provide too much background breadth or contextual material; this is important but the focus must be
on answering the question.
 Not writing sufficient yourself. If the word limit is 2500 words most of these should be written by you
in your own words (not as quotations etc.) If the word limit is 2500, your work should be close to
this, + - 10% is acceptable. Paraphrasing (with appropriate referencing) is useful to summarise
another person’s point of view, but should be limited. Most of what you write in an assignment
should be your own words, critique and discussion.

DO NOT:

 Re-use text that you have previously submitted for another assignment. Each assignment is a new
piece of work and must be an entirely new piece of writing.
 Copy text/paragraphs from a proposal (for project or dissertation) into the final project report or
dissertation.

When re-sitting an assignment you should NOT re-use and upgrade a previously submitted piece of
work. You should write a new assignment. There will normally be a new assignment brief. In modules
where a generic assignment is used you should produce a new piece of work – this will mean using new
case studies/ developing a new example etc. If you are allowed to revise a previous submission you will
be clearly told this, and so should assume this is not the case (unless told).

Unfair practice detected first time will be recorded as first offence and any subsequent work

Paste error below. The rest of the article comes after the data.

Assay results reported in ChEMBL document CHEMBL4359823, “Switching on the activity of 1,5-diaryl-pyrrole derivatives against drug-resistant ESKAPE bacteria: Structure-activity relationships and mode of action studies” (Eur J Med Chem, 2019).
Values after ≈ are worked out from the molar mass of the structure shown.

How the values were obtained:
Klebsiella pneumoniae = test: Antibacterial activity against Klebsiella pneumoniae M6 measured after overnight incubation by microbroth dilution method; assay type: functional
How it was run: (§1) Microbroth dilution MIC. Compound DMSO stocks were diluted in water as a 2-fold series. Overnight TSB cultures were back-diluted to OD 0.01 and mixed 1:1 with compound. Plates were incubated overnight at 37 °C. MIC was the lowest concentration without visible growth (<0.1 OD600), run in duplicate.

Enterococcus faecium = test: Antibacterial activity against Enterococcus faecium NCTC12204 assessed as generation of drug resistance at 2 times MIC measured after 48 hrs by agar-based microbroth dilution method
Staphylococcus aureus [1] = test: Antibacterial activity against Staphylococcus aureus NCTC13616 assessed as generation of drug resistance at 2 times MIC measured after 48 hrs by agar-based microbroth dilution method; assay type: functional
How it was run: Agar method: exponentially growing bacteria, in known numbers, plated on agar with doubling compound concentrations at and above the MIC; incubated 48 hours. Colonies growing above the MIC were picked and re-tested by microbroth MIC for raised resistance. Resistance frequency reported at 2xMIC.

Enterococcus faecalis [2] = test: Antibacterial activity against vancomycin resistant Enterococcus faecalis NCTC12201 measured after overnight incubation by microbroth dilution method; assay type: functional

submitted and suspected of unfair practice will be automatically referred for an investigation and
could lead to the termination of your studies.

College of Technology London Page 6


3. ASSESSMENT SCHEDULE
MBA - Term 2 - Human Resource Management - Assessment Schedule

SUMMER INTAKE (June 2010)

Assignment 1 Assignment 2 Examination


S. Module
Module name
No. Code Submission Submission
Weightage Due Weightage Due Weightage Due Duration
Type Type

August /
1 MBA1810-L Tools for Strategic Management 100% September 2 hrs
2010
August /
2 MBA1910-L Workplace Psychology 100% September 2 hrs
2010

23-Aug-
3 MBA1310-L International Human Resource Management 100% OTS
10

25-Aug-
4 MBA1410-L Quality Systems 100% OTS
10

23-Aug-
5 MBA1210-L Managing Diversity 100% OTS
10

Proposal
25-Aug-
6 MBA1010-L HRM Project 1st July HSS 100% OTS
10
2010

OTS - Turn-it-in submission


HSS - Hard & Soft copy submission

Refer to the Student Portal (http://resources.ctlondon.ac.uk) for more Submission Type Instructions

NOTE: THERE IS NO LATE SUBMISSION – IF YOU MISS SUBMISSION DEADLINE YOUR ASSESSMENT WILL NOT BE MARKED

College of Technology London Page 7


Department of Management and Information Technology

4. TOOLS OF STRATEGIC PLANNING

MBA1810-L: MBA CORE MODULE

TERM 2

College of Technology London Page 8


Tools of Strategic Planning

A. MODULE SUMMARY
Module Code and Title: Tools of Strategic Planning

Code: MBA1810-L Level: M (7)

Credits: 10 Terms Taught: 1

Assessments: Examination (100%)

Teaching Methods: Lectures, Case Studies, Workshops, Presentations, Group work

Pre-requisites: None Co-requisites: None